Some years ago, I (Trude) went to a library in a small Norwegian town, where I intended to write three exam papers in approximately the same number of days. I placed myself in the innermost part of the reading room with all the secondary literature that a library wizard had retrieved from various shelves and on remote loan. My PC was plugged in, hot coffee was at hand, and I was poised for a pro ductive day.
But then I suddenly heard some strange noises from behind the bookshelves. It was a kind of mumbling that increased in´volume. To be sure, coming in I had noticed the solitary man who was leafing through some academic journals, but I was not prepared for noise.
After having attempted to block out the noise for about half an hour, I went to the librarian and told her that I was unable to concentrate. The librarian obviously knew the man, and headed straight for the reading room.
I felt a pang of guilt. After all, it was not my intention to chase him out of the library. But no such thing happened. When I returned the man was still there, but the noise had subsided.
Accessible for all
Since then I have reflected on this little episode, since it reveals a lot about what a public library should be: an accessible place, open to all, free of charge and with no dress code, no CV or network re - quired. Even if you are a person at the very margin of society, there is still room for you in the library.
And not only in Scandinavia; during our visit to New York in April, a man had made himself a bed out of some chairs outside the New York Public Library. The vagrant with his dirty socks was left to lie undisturbed on the steps leading into the venerable marble building.
Nobody told him to disappear, nobody turned up their noses at him. There was obviously a tacit understanding that a library is a protected spot. A place where you can escape from all prejudice, meet your like-minded or completely oppositeminded fellow humans and find quietude and recreation. It is also a place where you can be in the proximity of other people for an hour or three, if that is what you need.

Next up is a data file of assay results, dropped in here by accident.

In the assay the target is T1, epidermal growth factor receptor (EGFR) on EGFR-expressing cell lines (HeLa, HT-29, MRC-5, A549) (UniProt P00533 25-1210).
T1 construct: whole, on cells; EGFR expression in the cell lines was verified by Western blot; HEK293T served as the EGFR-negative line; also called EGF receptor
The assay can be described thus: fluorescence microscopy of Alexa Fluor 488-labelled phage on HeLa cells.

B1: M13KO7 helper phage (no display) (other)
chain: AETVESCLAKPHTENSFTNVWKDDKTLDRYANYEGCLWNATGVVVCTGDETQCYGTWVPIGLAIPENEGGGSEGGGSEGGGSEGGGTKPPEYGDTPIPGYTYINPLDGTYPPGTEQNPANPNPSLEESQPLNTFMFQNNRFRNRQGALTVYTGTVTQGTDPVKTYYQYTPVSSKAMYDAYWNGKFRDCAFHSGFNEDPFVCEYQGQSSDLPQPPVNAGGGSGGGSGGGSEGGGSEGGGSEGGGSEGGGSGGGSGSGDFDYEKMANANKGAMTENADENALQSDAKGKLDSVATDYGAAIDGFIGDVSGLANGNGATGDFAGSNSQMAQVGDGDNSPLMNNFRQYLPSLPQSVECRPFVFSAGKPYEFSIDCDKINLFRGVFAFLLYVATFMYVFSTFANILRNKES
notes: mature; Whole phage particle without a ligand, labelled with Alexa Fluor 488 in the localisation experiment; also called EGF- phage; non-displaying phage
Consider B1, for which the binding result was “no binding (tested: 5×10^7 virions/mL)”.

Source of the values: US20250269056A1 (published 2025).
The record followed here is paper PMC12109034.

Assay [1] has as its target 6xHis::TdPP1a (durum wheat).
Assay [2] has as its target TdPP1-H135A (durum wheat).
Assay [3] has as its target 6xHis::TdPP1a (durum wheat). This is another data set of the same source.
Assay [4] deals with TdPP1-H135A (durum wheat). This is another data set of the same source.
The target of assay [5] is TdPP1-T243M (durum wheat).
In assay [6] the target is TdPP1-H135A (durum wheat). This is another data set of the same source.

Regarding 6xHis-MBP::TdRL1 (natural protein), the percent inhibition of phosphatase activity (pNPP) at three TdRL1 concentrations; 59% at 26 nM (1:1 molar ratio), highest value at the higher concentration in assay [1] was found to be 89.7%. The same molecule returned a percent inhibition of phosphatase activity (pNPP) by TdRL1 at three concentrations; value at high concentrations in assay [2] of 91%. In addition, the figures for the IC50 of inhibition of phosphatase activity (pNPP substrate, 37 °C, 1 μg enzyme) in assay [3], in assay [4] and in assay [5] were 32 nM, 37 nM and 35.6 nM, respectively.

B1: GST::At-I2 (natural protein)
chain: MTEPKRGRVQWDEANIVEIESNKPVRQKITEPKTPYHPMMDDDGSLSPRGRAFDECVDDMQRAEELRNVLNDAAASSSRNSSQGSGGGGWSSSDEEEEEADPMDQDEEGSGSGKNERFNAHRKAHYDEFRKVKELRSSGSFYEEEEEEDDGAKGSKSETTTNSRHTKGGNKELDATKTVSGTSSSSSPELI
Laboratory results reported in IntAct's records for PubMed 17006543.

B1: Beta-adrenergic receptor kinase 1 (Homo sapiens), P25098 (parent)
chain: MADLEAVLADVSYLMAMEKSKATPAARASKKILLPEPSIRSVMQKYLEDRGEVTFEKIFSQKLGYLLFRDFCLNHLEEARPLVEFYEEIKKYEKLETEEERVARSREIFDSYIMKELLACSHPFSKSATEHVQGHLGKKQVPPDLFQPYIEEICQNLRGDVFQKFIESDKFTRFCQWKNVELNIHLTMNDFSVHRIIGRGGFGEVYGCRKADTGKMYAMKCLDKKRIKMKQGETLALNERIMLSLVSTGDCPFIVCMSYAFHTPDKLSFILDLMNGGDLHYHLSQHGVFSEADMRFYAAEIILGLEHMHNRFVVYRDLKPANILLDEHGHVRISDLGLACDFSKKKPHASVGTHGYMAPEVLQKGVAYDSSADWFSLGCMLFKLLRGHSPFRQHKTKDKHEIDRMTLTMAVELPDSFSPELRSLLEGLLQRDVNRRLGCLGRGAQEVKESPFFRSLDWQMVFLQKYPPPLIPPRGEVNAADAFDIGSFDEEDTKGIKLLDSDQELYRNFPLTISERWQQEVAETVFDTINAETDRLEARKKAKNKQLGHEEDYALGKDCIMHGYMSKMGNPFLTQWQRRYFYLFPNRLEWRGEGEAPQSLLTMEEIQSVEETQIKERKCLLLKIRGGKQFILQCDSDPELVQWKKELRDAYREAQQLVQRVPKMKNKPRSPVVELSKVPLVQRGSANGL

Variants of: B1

Today, Norwegian public libraries are most frequented by children, immigrants and the elderly. Most libraries are located in small communities, in unassuming buildings and with an equally unassuming staff.
In terms of geography as well as target groups, the libraries are located on the periphery. The target group that most enterprises aim for, comprises people aged 25 to 50 who live in large cities, have a substantial household income and focus on material wealth. You may surely find these people in the public library as well, but they will hardly be in the majority.
In this sense, the public library remains committed to its founding ideology.´Quite simply, this is democracy and equality at its best. Beneath it lies the 18th century idea that knowledge and enlightenment should be accessible to all.
From being the privilege of only a few – those with money, power and education – literature became common property.
House of culture
There are public libraries in the large cities too, of course, but the overwhelming majority are found in small towns in small municipalities, on the periphery, similar to how the greatest literature found in the library also engages with life on the margins.
Today, the public libraries have more on offer than merely literature: readings, interviews with authors, themed events, art exhibitions, lectures and much else besides. In this way, the public library serves also as a house of culture for small towns and settlements with no house of culture of their own.
For this autumn, the library in Os outside Bergen has scheduled a poetry slam and its own literary festival. At Nord-Aurdal Public Library you can participate in a seminar on the meaning of dreams. The library in the little mountain hamlet of Lom, which won the “Norwegian Library of the Year” award in 2012, has a lending rate which is twice the national average.
Map and compass
Thus, the libraries in rural Norway are staffed by enthusiasts and people who are genuinely engaged in providing cultural events to everybody – not least to user groups who have neither the finances, nor the opportunity to seek out the large cultural institutions in the urban centers.
In a world and in a reality where it is becoming increasingly difficult to orientate oneself, the public library can provide both a map and a compass. It is thus only logical that the Norwegian Parliament, Stortinget, wants to reinforce´the social role of libraries, in terms of their responsibility for dissemination and their function as a meeting
For – where else can one spend a little time in peaceful coexistence with a solitary reader who is making strange noises on the other side of the bookshelf?